Volume 11, Issue 4 / April 2007
Freddie Francis: R.I.P.
In this issue
The Painful Pleasures of the Cult Film Fan
The Eternal Circle of Life and Death
Cultural Choices, Not Biology, Inform Films
The Anthropology of Film
The name Freddie Francis brings back fond memories of my first cinephilic excursions: the midnight movie craze of the 1970s. Two events in 2007 have brought the midnight movie phenomena back into temporary spotlight. One has been the release of the Alejandro Jodorowsky DVD box-set, which includes two of the most representational and important films to have played the midnight movie circuit: El Topo and Holy Mountain. The other is the theatrical release of the Stuart Samuels documentary chronicling the rise and fall of the midnight movie, The Midnight Movie: From the Margin to the Mainstream (actually released in 2005, but it only played in my neck of the woods in 2007). But equally identifiable for my midnight movie experience were the many films featuring several stories held together by a wrap-around device, the ‘omnibus film’. The flowering of these films coincided with the midnight movie period, and their episodic, EC comics styled visuals and moralism made them a perfect fit for the midnight movie audience primed for something sensational and gratifying as a social experience. More often than not the name before the main title credit –whether it was Dr. Terror’s House of Horrors, Torture Garden, Tales from the Crypt, or Asylum??– was Freddie Francis, who I came to identify as an ‘auteur’ of the omnibus film. ??Offscreen dedicates this issue to the memory of Freddie Francis, who passed away on March 17, 2007 (while acknowledging the recent death of another interesting if more peripheral figure to the horror/cult movie film, Curtis Harrington). The midnight movie was also a frequent home for the cult film, and in many cases, the driving force behind a film attaining cult status. The ‘cultist’ psyche of the midnight movie devotee is explored using psychoanalytical theory by David Church in his essay “Notes Toward a Masochizing of Cult Cinema.” Peter Wilshire explores the lingering critical and historical legacy of the cult classic, Carnival of Souls. Rounding up the issue are two non-cult film related items: Daniel Garrett’s review essay of Mark Reid’s recent study on Black Cinema, Black Lenses, Black Voices, a book which ranges from the important black gangster films of the silent cinema to the gangsta culture of the contemporary, urban black experience, and points in-between; and Philip Gillet’s thoughtful overview of the 13th Bradford International Film Festival. (Donato Totaro, ed.)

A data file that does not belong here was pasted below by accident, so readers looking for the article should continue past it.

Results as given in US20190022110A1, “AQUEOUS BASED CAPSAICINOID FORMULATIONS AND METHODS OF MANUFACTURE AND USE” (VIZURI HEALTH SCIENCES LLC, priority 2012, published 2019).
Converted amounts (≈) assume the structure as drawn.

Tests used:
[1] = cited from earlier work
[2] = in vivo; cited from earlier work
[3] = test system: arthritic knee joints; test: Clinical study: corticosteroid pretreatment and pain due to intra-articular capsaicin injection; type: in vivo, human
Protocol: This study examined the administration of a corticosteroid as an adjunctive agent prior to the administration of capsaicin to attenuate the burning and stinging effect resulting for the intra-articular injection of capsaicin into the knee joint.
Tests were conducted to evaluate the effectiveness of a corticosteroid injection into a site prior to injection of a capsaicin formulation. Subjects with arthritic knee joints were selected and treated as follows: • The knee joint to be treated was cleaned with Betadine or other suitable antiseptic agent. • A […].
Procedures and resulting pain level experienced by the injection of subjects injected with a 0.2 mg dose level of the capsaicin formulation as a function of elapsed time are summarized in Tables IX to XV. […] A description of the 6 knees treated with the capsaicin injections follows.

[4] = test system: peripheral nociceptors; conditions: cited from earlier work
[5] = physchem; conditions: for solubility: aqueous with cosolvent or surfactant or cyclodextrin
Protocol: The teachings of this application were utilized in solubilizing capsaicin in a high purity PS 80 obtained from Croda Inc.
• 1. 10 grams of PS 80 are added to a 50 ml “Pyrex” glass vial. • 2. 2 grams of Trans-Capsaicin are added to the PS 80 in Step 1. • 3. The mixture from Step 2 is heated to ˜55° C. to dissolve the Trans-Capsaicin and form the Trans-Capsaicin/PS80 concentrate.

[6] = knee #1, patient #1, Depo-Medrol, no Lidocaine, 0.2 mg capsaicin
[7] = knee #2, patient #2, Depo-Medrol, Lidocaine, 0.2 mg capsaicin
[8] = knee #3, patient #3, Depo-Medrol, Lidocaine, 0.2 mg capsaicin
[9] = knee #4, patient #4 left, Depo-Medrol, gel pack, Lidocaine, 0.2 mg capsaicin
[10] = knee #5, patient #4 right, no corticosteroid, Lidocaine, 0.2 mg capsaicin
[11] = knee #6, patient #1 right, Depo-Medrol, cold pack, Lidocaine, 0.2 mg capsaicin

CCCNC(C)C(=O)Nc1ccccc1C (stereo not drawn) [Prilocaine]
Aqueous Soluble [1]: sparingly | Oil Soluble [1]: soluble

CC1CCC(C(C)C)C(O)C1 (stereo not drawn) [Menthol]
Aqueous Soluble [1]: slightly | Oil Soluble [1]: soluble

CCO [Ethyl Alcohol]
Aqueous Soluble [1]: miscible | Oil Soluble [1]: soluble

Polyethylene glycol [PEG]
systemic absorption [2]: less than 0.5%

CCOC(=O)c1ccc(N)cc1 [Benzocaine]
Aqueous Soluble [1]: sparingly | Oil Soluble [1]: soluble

Photograph of Freddie Francis taken from Camera Image website.